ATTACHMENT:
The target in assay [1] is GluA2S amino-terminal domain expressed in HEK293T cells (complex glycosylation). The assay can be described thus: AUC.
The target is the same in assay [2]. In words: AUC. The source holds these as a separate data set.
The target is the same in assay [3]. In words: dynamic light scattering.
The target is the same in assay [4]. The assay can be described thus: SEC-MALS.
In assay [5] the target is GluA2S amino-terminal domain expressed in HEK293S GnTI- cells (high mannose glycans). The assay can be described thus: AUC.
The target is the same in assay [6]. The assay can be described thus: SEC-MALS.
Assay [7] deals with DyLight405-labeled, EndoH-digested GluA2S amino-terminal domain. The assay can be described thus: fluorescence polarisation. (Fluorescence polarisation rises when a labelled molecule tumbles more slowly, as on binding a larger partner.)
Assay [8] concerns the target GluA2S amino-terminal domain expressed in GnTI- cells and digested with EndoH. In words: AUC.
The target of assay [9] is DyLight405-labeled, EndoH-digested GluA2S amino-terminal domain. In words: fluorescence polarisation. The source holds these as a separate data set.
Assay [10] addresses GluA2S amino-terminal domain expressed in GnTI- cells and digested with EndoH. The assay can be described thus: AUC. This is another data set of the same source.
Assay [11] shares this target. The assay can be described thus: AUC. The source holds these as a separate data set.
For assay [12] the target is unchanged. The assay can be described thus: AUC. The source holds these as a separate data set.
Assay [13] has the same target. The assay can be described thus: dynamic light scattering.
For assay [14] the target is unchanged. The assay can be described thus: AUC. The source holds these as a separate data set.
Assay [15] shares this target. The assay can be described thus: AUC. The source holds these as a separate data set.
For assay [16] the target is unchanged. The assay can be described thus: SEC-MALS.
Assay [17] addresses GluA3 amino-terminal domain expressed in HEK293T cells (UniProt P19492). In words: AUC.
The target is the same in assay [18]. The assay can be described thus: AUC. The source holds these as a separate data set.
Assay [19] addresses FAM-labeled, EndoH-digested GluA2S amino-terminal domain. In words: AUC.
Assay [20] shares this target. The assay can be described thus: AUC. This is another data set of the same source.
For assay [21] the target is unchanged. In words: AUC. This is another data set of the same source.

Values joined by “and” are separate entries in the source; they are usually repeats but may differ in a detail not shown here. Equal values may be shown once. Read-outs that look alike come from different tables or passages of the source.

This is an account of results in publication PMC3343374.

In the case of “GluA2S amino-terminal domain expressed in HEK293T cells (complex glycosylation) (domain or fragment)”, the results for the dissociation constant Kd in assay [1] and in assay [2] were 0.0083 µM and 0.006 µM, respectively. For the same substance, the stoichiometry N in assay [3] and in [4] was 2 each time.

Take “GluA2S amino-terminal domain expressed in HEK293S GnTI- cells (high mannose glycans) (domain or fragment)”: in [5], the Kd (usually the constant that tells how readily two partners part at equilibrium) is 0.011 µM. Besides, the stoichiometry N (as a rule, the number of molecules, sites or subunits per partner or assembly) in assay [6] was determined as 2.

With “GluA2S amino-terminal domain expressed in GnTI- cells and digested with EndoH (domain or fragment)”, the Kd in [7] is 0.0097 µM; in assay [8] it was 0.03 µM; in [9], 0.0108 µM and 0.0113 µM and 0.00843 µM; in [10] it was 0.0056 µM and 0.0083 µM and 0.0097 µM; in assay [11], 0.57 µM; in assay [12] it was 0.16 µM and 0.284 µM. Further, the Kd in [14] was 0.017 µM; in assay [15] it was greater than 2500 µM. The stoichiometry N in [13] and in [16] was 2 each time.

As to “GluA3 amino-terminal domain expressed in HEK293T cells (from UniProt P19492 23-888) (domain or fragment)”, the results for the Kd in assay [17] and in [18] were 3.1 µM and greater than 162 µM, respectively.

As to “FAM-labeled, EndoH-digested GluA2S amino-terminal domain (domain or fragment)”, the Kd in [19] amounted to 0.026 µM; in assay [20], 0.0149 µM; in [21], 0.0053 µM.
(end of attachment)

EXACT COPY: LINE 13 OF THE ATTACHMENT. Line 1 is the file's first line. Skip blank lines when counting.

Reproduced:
Assay [13] has the same target. The assay can be described thus: dynamic light scattering.